So many people filled your streets, my love, these days. Many stopped to make you virtually immortal with their iPhone and with their cameras. You make the heart race for many, but I am jealous. Although many observe you, I know you are mine. I know your streets are mine. I know your sky never abandons me, even when I am alone. Up there, scurrying hordes of seagulls. I do not know how many times I asked myself how they get here, these birds. Where do they come from? Where are they going to? “Pushed toward unknown horizons”, as a graffiti says on the corner of Via Principe Amedeo and Piazza Vittorio.
On the corner of Via San Massimo and Via Principe Amedeo, while I was pedalling away, you have introduced me to a house wearing pyjamas. Yes, pyjamas! The house is striped, beige and white, its exteriors looks like a night gown. You reminded me once again that you are my cosy bed, even when your November fog hits me in the face and it makes Superga disappear by magic.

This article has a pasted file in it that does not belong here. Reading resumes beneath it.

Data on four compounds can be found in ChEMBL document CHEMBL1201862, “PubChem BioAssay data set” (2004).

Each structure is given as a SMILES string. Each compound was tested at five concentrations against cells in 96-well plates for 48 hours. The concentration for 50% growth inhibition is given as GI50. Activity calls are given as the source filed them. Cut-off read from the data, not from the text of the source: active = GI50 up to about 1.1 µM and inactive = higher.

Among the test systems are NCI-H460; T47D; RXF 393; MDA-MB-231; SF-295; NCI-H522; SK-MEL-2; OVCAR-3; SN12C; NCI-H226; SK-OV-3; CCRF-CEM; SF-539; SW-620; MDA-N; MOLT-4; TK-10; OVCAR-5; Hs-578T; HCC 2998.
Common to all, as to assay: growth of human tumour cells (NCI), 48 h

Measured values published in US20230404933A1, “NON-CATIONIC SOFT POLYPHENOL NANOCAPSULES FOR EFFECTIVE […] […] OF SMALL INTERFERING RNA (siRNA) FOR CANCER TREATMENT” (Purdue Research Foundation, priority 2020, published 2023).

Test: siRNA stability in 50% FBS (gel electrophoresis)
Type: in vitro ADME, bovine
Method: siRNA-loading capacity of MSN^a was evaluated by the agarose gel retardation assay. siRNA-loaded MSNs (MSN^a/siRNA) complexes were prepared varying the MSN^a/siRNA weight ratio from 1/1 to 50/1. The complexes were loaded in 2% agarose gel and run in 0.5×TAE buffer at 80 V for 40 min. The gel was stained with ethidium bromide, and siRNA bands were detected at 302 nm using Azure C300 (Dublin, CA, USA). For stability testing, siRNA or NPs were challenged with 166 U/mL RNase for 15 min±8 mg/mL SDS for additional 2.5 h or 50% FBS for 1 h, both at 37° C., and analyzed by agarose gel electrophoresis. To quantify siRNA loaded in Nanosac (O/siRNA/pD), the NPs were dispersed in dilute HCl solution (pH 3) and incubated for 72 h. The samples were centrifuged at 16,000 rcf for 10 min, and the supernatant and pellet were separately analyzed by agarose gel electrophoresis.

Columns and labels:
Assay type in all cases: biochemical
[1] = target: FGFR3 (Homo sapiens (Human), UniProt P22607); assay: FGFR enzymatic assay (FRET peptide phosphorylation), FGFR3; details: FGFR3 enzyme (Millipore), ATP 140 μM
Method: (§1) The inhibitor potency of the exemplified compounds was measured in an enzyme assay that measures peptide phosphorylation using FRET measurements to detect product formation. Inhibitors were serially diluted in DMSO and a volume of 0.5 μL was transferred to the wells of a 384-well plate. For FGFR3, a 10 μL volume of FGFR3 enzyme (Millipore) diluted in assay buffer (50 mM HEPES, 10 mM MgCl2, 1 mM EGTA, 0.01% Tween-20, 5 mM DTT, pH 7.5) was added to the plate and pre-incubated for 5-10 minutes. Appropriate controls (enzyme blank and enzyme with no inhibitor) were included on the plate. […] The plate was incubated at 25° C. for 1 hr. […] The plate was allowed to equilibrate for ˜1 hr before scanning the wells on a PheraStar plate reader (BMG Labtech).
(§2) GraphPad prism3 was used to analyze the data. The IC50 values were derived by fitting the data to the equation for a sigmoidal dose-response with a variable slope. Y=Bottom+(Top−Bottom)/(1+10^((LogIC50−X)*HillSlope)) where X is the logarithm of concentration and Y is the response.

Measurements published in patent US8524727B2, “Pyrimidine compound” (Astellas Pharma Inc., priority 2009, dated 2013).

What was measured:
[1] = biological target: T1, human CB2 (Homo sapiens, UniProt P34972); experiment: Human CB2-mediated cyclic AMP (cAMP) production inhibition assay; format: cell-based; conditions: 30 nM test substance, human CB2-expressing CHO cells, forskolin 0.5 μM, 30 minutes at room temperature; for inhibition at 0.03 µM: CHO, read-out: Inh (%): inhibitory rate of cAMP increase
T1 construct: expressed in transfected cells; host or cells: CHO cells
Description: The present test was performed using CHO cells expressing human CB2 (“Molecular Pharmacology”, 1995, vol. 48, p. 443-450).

These days, then, as many flocked to the cinemas in the city centre, I ended up in Via Favria, in Barriera di Milano. There, there are two-storey houses, decorated with narrow balconies. On the road, you can see some very slender and tall doors, architectural dwarves: I could almost see some very skinny human beings coming out of them. I imagine they had to come outside because they were touching the ceilings with their heads inside.
In one of these cloud-filled afternoons, you take me by the hand and you reminded me that I am ignorant. Ignorant as a spring shoe. You have pointed out, in fact, that in Corso Massimo, at number 42, there’s a building called the National Institute of Metrological Research. The entrance has four columns, which despite the traffic, are snow white. I wonder who looks after the cleaning. However, apart from the columns, dear Torino – what do they do at the National Institute of Metrological Research? You do not know that either, do you? It is so relieving to know nothing about some topics. I know that I do not know.
In addition to the seagulls on the river Po, then, I noticed how many dragons flap in your streets: there are those hanging outside “Ghigo”, the patisserie in via Po, those in Corso Matteotti 40 and those guarding the entrance of “Palazzo Vittoria” in Corso Francia 23. Some say they symbolise power. I say that they are only one of your endless ways you use to make us dream, my love.